Anchoring your Good Shots

We often describe and prescribe a strategy for how golfers can learn to "anchor" their good shots and not anchor their bad shots. Pia has reduced this to a slang form of Swedish we call "ASSA" and "DISSA." The player learns to ASSA when they hit a shot they like ... to "Associate" it ... which means to take it into their heart and imprint the feel of the good results and experience. You can do this by practicing the Quick Coherence technique found in HeartMath's book Managing Emotions: Golf's Next Frontier. You learn to sincerely feel appreciation for your good shots and sustain that feeling with the power of the heart. This will allow you to maintain a positive and uplifting emotional balance as you play. Then learn to DISSA if you hit a shot with an undesirable result. DISSociate by using the Quick Coherence technique to rebalance and go back to neutral. In neutral, you become an objective observer. You stop any energy drain and keep any negative emotion from being stored in your emotional memory bank. What is most prevalent in the golf culture is to see golfers at all levels emotionalize and store the bad shots but dissociate the good ones. This can be attributed to a belief that it's best to be humble or stoic about great performance. In fact, until recent years it was not common to see golfers being emotionally happy when they hit good shots.

HeartMath gives you the tools to slow down your emotional responses so the old stored patterns and reflexes stop controlling you. It provides proven tools on how to start being your own best "emotion coach."

Results are:

* Immediate -- in one hour, or in one day, with a little practice.

* Measurable -- you can watch your heart rhythms change in real time.

* Sustained -- you continue to improve your ability to get in the "Zone" and advance in the "Zone" after three months, six months, 12 months, etc.

Practice visualizing and feeling your good shots while you use Quick Coherence with the Freeze-Framer bio-feedback software. See which feelings get you into the highest coherence and help you stay in the Zone. You will build a new internal reference state of emotional balance and intuitive feel that you can reconnect to while you're on the golf course. The ability to associate and dissociate emotions on the course will fill your emotional memory bank with positive, uplifting feelings and keep the negative, destructive ones at bay.

Remember: This doesn't just apply to the golf course -- it's an important way of enhancing everyday life as well.'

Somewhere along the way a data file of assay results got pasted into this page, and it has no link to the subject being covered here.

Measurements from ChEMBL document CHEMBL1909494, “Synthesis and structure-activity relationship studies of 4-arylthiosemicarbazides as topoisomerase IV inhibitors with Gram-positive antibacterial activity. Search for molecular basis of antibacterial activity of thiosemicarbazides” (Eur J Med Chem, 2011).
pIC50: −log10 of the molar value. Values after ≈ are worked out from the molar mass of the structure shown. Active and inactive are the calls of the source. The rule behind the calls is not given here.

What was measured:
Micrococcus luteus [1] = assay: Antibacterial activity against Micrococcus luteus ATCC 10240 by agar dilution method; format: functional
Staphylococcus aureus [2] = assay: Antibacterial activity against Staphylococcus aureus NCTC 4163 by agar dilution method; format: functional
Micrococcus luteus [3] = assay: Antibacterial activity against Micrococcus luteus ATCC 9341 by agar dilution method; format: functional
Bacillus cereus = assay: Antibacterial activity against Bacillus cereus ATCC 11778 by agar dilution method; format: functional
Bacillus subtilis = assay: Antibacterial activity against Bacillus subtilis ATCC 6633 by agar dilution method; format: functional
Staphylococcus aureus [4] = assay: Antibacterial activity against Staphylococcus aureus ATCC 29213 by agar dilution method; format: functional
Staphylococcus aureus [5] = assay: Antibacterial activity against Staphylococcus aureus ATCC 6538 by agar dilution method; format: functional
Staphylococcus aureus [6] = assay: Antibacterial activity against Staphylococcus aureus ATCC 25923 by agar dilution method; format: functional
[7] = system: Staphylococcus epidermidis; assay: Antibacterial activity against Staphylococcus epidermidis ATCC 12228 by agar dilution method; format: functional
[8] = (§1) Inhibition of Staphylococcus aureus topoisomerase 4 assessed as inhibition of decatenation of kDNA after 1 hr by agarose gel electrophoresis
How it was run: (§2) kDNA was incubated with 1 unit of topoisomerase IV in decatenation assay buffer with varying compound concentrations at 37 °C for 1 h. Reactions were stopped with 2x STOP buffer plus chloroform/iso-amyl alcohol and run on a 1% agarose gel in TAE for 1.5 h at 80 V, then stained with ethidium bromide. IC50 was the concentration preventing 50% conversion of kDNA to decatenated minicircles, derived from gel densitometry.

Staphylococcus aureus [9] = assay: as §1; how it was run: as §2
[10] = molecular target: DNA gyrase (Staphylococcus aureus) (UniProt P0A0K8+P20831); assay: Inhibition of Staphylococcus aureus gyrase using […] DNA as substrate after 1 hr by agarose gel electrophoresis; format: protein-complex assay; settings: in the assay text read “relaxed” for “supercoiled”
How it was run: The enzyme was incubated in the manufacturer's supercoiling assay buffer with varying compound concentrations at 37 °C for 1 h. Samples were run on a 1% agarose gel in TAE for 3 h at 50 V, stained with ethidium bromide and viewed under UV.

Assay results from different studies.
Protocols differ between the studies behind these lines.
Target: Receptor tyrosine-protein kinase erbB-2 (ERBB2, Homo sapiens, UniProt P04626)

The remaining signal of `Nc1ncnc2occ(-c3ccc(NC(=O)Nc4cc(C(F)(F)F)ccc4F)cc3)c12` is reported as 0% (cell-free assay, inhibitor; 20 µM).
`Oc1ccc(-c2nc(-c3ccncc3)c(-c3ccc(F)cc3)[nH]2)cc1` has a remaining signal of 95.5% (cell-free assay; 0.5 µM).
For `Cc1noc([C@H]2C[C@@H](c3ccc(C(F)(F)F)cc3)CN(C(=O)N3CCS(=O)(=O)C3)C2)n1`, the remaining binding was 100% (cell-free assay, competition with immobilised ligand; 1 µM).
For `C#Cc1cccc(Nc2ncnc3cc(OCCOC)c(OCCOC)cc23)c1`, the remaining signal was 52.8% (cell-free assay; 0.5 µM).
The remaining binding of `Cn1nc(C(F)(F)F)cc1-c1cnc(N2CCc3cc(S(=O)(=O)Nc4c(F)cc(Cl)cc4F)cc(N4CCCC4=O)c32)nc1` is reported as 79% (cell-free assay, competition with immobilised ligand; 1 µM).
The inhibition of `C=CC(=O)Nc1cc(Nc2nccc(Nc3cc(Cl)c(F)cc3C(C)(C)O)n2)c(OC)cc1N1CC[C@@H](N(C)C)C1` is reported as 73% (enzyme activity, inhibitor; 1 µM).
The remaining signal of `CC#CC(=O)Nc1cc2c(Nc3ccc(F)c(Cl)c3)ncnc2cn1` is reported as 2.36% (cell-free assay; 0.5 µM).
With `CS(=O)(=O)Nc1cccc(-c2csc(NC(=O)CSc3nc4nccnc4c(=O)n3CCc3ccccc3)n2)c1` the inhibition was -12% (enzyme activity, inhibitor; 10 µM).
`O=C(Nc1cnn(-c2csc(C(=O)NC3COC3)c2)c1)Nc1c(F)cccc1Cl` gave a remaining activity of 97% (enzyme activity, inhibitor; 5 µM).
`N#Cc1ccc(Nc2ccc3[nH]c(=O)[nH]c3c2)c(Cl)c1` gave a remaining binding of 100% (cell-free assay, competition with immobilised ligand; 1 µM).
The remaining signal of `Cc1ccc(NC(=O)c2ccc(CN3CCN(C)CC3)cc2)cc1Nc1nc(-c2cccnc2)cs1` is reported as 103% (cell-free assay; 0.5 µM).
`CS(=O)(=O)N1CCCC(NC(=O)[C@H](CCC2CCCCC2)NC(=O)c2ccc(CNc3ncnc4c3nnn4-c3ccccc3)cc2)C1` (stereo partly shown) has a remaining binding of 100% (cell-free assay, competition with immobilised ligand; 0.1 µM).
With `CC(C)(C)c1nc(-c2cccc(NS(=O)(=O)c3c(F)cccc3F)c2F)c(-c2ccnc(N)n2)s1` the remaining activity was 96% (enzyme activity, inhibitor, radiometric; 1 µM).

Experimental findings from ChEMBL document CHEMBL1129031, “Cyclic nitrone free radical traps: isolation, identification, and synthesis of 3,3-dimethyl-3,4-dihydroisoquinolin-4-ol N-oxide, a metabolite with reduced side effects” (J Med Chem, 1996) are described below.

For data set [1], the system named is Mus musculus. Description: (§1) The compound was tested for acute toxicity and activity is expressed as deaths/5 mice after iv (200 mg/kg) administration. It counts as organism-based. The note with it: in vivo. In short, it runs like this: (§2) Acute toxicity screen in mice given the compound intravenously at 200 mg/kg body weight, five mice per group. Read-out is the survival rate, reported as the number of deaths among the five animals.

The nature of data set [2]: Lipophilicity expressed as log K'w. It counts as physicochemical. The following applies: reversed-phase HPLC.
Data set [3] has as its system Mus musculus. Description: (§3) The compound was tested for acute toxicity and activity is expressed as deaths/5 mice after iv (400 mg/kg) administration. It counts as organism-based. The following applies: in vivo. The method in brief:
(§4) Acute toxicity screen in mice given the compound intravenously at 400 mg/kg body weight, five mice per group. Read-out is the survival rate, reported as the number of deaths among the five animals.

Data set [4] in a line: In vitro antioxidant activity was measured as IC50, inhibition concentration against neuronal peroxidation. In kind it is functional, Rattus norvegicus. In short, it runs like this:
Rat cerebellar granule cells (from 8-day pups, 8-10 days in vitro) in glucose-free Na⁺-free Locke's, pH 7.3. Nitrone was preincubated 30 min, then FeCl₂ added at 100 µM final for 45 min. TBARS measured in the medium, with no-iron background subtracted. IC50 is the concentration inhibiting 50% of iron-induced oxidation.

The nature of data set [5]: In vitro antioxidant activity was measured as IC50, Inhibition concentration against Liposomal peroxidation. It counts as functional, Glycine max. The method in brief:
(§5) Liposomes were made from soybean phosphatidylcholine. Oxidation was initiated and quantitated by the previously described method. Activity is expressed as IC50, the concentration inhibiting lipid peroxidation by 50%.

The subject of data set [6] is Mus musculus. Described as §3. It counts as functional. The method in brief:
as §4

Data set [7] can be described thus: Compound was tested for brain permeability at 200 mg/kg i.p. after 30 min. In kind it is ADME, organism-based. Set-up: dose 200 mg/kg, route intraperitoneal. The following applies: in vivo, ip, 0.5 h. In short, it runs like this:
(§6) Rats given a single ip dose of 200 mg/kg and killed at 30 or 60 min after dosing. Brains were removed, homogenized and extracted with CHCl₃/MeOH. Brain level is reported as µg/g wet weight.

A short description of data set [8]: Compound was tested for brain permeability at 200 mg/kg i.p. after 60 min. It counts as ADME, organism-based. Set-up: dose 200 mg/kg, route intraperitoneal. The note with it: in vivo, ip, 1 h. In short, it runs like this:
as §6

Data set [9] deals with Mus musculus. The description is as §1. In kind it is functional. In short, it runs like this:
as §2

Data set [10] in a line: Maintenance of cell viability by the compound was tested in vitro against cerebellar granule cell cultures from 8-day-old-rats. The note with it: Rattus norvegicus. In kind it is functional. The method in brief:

The Power of Positive Leadership

Here is a fascinating video with a thought provoking view of the power of positive leadership -


It is said that some 50 to 70 percent of how employees perceive their organisation’s climate can be traced to the actions of one person: the leader. More than anyone else, the boss creates the conditions that directly determine people’s ability to work well. The leader’s emotional state and behaviour toward others heavily influence how employees feel and perform.

Particularly during the stress of organisational change, everyone watches the boss. The leader sets the performance standard. People take their emotional and behavioural cues from the top—that is, from the person they report to, plus from others still higher in the chain of command. The more emotionally demanding the situation is, the more positive and motivation-minded leaders need to be.

Jack Nicklaus shares his Leadership Insights

Here is some great footage from a recent simulcast featuring Jack Nicklaus and hosted by the internationally respected thought leader on the subject, John Maxwell - http://www.giantimpact.com/mis/watch/nicklaus .

Sport and business certainly do have much synergy when it comes to lessons in leadership.

The Truth About Grit

Take a look at this fascinating article - (http://www.boston.com/bostonglobe/ideas/articles/2009/08/02/the_truth_about_grit/ ) - which revisits the importance of hard work in achieveing success in life (nature v nurture).

The links to Professor Carol Dweck's work on the role of mindset -
(see http://www.stanfordalumni.org/news/magazine/2007/marapr/features/dweck.html ) - is particularly interesting.

Think about the significance of the idea that it really is possible for anyone to achieve success. As we say at Positive Leadership, leadership is indeed plural.